JURECA! Germany flips big red switch on 2.2 petaflop supercomputer

Machine open to all fields of data-crunching

Jureca supercomputer

Germany has officially powered up its new 2.2 petaflop JURECA supercomputer.

Based at the Forschungszentrum Jülich research facility, the JURECA (pronounced "Eureka" and short for Juelich Research on Exascale Cluster Architectures) system runs on Intel's 12-core Xeon E5-2680 Haswell CPUs, employing a total of 1,900 nodes (each containing two CPUs). The processors are equipped with Nvidia K80 GPU accelerators and connected by Mellanox 100Gbps Infiniband interconnects across 34 water-cooled cabinets, and they run a CentOS Linux distribution.

The JURECA cluster replaces the JUROPA supercomputer, which was shut down in June of this year.

According to the latest edition of the Top500 supercomputer rankings, JURECA comes in at a relatively modest number 49, the fifth most-powerful cluster in Germany and the second most-powerful at the Forschungszentrum Jülich, behind the JUQUEEN cluster.

While the research facility touts JURECA as a 2.2-petaflop system, Top500's numbers are a more modest 1.42 petaflop max and 1.69 petaflop theoretical peak. By comparison, China's world-best MilkyWay-2 has a theoretical peak of 54.9 petaflops.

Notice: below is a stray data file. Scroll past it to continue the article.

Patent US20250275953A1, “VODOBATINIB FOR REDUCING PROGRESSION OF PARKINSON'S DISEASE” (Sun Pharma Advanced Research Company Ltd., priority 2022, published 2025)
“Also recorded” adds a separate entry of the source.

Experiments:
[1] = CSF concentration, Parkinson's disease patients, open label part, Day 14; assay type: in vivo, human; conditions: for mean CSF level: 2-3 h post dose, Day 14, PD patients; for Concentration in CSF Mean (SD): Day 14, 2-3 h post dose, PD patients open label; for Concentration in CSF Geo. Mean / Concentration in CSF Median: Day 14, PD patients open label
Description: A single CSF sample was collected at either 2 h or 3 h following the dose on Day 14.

The research house said that the real value of JURECA would lie less in its raw compute power and more in its flexibility to be used for a number of different applications. Forschungszentrum Jülich touts JURECA as an "all arounder" system that will be offered to researchers studying fields including medicine, IT research, Earth sciences modeling, and materials research.

"Breaking records was not as important to us as the opportunity for users to quickly and productively run their programme codes and by further optimizations make use of larger parts of the machine," said Dr. Dorian Krause of the Jülich Supercomputing Centre.

The Julich research house said that access to the cluster will be open to "all qualified scientists" internationally, with an independent panel of experts tasked to help assign who will be able to crunch their numbers on the new cluster. ®

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